Review: Apple iPad 2

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Review: Apple iPad 2

Thinner, lighter and more powerful, but cameras are a letdown.

We were sceptical when Apple launched the original iPad, but it’s proved a roaring success. Where previous attempts at tablet computing have repeatedly stalled (anyone remember the MID?), Apple got it just right, completely reinvigorating the tablet market in the process.

While manufacturers of other tablets are still struggling to produce a credible rival (the Motorola Xoom looks set to be the best effort so far), Apple has already moved on to its next generation.

In typical Apple fashion, the iPad 2 isn’t a massive overhaul but a refinement, leaving much of the original intact. It looks very similar, the screen is the same 9.7-inch, 1024 x 768 IPS unit as before, and even where significant new features have been added (the cameras, for instance), there’s plenty of room for improvement.

Physical design

Say what you like about Apple’s drip-feed approach to new features, there’s no denying that this is a worthy update. To start with, the new iPad is smaller and lighter than before: it weighs just a whisker over 600 grams and measures a mere 8.8 millimetres thick.

Its slenderness is striking. The new iPad is actually half a millimetre slimmer than the iPhone 4, and 4.6 millimetres thinner than the original iPad. That’s some feat of engineering, and with its lighter weight and flat back, the iPad 2 feels significantly more comfortable in the hand than the original.

The overall shape has been tweaked slightly, with the aluminium rear panel flattened out and edges that gently curve up to meet the edge of the screen.

The speaker grille has moved from the bottom-right edge to the bottom-left, and is now a rectangular patch of pinhole perforations. It feels closer to a giant iPod touch than to the squared-off design of the iPhone 4 or first-generation iPad.

The controls have been wisely left alone, though: the home button remains bottom-centre, with the volume and hold switch on the right top edge. The power switch remains on the top edge on the right-hand side, with the 3.5mm headphone/mic socket opposite it along the same edge; Apple’s proprietary USB interface stays on the bottom edge.


The iPad2 (bottom) is 4.6mm thinner than the original iPad.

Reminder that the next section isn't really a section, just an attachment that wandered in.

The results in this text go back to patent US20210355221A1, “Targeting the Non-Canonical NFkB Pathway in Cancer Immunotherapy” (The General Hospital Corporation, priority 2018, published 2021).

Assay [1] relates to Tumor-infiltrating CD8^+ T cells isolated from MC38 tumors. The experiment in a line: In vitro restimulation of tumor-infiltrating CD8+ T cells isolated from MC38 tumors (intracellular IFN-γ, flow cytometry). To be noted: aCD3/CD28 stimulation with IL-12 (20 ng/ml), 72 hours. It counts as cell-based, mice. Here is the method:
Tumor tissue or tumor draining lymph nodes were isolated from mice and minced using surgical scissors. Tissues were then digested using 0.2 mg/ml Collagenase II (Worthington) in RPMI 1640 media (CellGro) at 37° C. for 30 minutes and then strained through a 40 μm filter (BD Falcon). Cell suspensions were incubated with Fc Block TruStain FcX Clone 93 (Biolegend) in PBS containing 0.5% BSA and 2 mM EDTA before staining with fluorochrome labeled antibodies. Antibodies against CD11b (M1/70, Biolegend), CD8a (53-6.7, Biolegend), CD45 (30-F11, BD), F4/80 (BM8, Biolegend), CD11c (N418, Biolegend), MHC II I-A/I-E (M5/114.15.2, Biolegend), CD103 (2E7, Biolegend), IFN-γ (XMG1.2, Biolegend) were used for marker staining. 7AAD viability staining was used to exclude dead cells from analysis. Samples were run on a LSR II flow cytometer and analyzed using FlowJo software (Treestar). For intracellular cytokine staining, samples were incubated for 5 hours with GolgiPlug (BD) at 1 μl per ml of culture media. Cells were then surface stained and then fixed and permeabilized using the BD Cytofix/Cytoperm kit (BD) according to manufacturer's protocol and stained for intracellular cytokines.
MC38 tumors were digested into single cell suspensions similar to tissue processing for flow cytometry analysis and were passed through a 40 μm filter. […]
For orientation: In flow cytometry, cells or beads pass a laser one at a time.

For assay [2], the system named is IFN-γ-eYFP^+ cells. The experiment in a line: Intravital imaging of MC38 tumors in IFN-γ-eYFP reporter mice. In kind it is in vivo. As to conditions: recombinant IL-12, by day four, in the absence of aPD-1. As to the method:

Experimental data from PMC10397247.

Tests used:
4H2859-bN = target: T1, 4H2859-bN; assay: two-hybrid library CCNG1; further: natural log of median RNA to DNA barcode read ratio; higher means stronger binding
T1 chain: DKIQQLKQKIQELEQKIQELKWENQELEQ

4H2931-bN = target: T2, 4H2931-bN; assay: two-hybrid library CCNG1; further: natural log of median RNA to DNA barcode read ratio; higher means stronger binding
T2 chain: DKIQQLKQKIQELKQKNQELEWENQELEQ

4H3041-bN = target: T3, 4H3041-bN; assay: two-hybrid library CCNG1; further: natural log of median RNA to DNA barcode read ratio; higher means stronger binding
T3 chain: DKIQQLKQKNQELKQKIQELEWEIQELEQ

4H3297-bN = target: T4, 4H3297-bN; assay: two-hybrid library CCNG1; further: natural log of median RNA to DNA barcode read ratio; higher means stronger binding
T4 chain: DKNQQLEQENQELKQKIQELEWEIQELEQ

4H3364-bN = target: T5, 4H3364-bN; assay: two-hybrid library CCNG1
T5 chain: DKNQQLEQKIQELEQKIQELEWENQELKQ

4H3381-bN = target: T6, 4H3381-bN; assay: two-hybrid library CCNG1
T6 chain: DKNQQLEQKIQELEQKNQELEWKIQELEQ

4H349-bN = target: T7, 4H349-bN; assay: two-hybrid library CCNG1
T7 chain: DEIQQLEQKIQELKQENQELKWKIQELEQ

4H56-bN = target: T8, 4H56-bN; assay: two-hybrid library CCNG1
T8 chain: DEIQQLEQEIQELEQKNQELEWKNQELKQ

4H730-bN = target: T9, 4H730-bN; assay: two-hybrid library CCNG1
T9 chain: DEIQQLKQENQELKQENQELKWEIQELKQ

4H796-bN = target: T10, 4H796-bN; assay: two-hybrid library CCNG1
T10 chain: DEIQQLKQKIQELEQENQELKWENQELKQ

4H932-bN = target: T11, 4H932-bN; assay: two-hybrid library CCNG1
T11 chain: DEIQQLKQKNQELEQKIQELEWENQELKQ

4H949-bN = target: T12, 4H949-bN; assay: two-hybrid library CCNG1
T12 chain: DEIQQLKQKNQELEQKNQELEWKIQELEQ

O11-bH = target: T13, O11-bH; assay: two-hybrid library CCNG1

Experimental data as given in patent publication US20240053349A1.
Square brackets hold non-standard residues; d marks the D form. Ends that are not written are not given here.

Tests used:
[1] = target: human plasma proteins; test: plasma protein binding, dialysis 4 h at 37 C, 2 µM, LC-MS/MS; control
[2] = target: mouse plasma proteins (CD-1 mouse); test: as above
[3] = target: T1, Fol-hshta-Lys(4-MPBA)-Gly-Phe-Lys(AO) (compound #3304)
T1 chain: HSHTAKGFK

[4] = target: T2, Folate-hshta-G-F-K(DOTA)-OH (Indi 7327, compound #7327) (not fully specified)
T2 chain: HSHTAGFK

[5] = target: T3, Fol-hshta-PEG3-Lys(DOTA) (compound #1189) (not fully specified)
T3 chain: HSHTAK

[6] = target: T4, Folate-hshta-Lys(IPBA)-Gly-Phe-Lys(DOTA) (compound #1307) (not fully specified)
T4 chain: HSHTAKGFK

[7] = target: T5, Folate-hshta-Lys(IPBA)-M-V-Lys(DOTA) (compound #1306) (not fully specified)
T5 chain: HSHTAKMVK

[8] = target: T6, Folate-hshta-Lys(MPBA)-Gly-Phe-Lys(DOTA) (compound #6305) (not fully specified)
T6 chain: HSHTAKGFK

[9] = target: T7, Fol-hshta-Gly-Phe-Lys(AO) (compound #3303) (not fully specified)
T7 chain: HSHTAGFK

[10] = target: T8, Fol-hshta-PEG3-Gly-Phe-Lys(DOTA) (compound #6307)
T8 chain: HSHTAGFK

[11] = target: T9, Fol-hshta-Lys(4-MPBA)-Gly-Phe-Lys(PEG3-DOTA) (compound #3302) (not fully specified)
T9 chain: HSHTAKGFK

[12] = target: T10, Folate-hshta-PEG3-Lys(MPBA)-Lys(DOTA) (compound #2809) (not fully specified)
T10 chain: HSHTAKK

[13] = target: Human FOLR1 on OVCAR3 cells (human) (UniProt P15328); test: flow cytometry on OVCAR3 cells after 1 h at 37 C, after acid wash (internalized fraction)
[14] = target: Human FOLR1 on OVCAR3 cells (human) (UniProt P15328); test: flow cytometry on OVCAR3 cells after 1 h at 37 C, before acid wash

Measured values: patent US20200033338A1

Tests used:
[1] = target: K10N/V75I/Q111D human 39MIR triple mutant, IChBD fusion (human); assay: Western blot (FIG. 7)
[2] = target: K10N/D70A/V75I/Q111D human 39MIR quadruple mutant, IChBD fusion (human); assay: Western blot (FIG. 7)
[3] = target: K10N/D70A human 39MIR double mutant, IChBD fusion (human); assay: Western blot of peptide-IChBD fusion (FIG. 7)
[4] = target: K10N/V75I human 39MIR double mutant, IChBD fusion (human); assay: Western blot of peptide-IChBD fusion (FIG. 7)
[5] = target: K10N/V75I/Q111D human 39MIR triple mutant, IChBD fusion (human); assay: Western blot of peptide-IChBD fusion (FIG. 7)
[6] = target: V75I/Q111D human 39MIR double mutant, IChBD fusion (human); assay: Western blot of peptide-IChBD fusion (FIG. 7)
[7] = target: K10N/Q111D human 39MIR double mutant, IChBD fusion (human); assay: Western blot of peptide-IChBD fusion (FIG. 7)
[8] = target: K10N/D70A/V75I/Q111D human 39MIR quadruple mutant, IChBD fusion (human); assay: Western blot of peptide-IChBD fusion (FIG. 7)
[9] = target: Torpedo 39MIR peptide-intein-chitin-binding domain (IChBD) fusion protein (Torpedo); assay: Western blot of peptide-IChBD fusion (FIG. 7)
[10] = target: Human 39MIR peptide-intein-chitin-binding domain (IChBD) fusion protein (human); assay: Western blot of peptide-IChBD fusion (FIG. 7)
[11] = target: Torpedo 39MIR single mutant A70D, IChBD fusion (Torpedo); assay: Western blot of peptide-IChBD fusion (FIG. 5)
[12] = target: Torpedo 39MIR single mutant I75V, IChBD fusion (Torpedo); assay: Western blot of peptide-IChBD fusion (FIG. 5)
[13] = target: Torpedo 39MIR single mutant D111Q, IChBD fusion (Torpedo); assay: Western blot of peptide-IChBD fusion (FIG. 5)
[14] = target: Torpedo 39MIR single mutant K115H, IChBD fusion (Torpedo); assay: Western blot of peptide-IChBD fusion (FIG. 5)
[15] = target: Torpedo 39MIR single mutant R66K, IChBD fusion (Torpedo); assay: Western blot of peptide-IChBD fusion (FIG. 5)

There are more changes under the hood, with an updated CPU, a new GPU and a doubling of the original iPad’s RAM allocation to 512MB.

The CPU is the most interesting update, replacing the single-core 1GHz Apple A4 processor with the dual-core A5. In real-world use it’s immediately obvious that the iPad 2 is a faster and more responsive device than its predecessor. Applications seem to launch more quickly, websites appear in the blink of an eye, and the iTunes Store and App Store feel snappy.

This is no mere impression. We upgraded the first iPad to iOS 4.3 (the same version as the iPad 2) and ran tests with the two iPads side by side. In BBC iPlayer, programmes consistently launched a couple of seconds more quickly on the iPad 2. The ABC website loaded in an average of five seconds; two seconds quicker than the first iPad. The SunSpider JavaScript benchmark completed in 2108ms compared with 3450ms on the older hardware.

It’s even more impressive when compared to its Android rivals. Even the original iPad had a significant edge over the Tegra 2-based Android tablets we’ve seen, and the extra CPU core gives a further boost – although it still can’t match the browsing speed of even the most modest desktop PC or laptop. 


The benefit of the new GPU is more difficult to measure. Apple claims it’s nine times faster than the first iPad, although games on that platform already enjoyed rich graphics and smooth frame rates.

We expect that games enhanced for iPad 2 will use the extra power for advanced effects such as anti-aliasing, more detailed textures and the like.

We tested Infinity Blade, one of a handful of enhanced-for-iPad 2 titles available at launch, and can confirm that the graphics do look slicker. There’s more detail to characters, edges are smoother with less obvious stepping, and textures look more lifelike. We also noticed quicker load times and slightly smoother frame rates.

Although the number of games enhanced specifically for the iPad 2’s graphics is small at the moment, that will undoubtedly change over time. The experience could also be enhanced by use of the iPad 2’s new three-axis gyroscope, which allows the device to sense movement more accurately, and in three dimensions rather than two. 

Battery life

The iPad 2 managed to last an impressive 16hrs 49mins in our test.

The original iPad didn’t really need improvement in terms of use on the move, but in view of the iPad 2’s far slimmer profile, we were dubious of Apple’s claims of ten-hour battery life.

Amazingly, the iPad 2’s stamina easily surpasses that of its predecessor. In order to test it, we set the screen to about 30 percent brightness (still bright enough to view  comfortably in most situations), downloaded a series of standard-definition video podcasts, and played them continuously until the battery ran out of juice.